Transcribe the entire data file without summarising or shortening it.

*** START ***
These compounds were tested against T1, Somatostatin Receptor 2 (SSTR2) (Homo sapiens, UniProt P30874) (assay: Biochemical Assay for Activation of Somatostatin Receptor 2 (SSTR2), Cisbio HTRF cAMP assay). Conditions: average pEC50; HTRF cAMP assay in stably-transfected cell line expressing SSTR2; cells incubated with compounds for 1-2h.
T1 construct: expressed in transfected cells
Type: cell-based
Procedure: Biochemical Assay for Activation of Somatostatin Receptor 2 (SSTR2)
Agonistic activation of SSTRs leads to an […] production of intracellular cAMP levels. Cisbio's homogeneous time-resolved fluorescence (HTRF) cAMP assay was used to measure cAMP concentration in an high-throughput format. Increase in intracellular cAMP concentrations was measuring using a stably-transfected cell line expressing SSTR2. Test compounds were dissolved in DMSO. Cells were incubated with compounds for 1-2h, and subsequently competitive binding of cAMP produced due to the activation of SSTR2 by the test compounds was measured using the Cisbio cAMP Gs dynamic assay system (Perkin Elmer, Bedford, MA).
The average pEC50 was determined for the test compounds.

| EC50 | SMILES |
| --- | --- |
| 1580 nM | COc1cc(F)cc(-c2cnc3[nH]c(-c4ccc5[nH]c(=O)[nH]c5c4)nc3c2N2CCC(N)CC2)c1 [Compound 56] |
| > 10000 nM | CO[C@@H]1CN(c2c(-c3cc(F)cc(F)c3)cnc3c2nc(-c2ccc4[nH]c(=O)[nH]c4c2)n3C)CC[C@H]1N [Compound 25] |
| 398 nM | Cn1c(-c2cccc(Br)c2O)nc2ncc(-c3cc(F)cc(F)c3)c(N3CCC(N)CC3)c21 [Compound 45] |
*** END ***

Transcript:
These compounds were tested against T1, Somatostatin Receptor 2 (SSTR2) (Homo sapiens, UniProt P30874) (assay: Biochemical Assay for Activation of Somatostatin Receptor 2 (SSTR2), Cisbio HTRF cAMP assay). Conditions: average pEC50; HTRF cAMP assay in stably-transfected cell line expressing SSTR2; cells incubated with compounds for 1-2h.
T1 construct: expressed in transfected cells
Type: cell-based
Procedure: Biochemical Assay for Activation of Somatostatin Receptor 2 (SSTR2)
Agonistic activation of SSTRs leads to an […] production of intracellular cAMP levels. Cisbio's homogeneous time-resolved fluorescence (HTRF) cAMP assay was used to measure cAMP concentration in an high-throughput format. Increase in intracellular cAMP concentrations was measuring using a stably-transfected cell line expressing SSTR2. Test compounds were dissolved in DMSO. Cells were incubated with compounds for 1-2h, and subsequently competitive binding of cAMP produced due to the activation of SSTR2 by the test compounds was measured using the Cisbio cAMP Gs dynamic assay system (Perkin Elmer, Bedford, MA).
The average pEC50 was determined for the test compounds.

| EC50 | SMILES |
| --- | --- |
| 1580 nM | COc1cc(F)cc(-c2cnc3[nH]c(-c4ccc5[nH]c(=O)[nH]c5c4)nc3c2N2CCC(N)CC2)c1 [Compound 56] |
| > 10000 nM | CO[C@@H]1CN(c2c(-c3cc(F)cc(F)c3)cnc3c2nc(-c2ccc4[nH]c(=O)[nH]c4c2)n3C)CC[C@H]1N [Compound 25] |
| 398 nM | Cn1c(-c2cccc(Br)c2O)nc2ncc(-c3cc(F)cc(F)c3)c(N3CCC(N)CC3)c21 [Compound 45] |